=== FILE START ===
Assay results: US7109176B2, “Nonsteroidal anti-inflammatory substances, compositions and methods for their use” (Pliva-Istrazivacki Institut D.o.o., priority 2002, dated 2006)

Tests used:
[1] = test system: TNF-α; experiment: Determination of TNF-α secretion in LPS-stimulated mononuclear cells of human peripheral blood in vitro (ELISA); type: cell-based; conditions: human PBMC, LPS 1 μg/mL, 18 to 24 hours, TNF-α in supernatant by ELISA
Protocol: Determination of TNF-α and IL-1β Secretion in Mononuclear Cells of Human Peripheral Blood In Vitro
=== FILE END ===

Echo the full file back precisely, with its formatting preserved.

Assay results: US7109176B2, “Nonsteroidal anti-inflammatory substances, compositions and methods for their use” (Pliva-Istrazivacki Institut D.o.o., priority 2002, dated 2006)

Tests used:
[1] = test system: TNF-α; experiment: Determination of TNF-α secretion in LPS-stimulated mononuclear cells of human peripheral blood in vitro (ELISA); type: cell-based; conditions: human PBMC, LPS 1 μg/mL, 18 to 24 hours, TNF-α in supernatant by ELISA
Protocol: Determination of TNF-α and IL-1β Secretion in Mononuclear Cells of Human Peripheral Blood In Vitro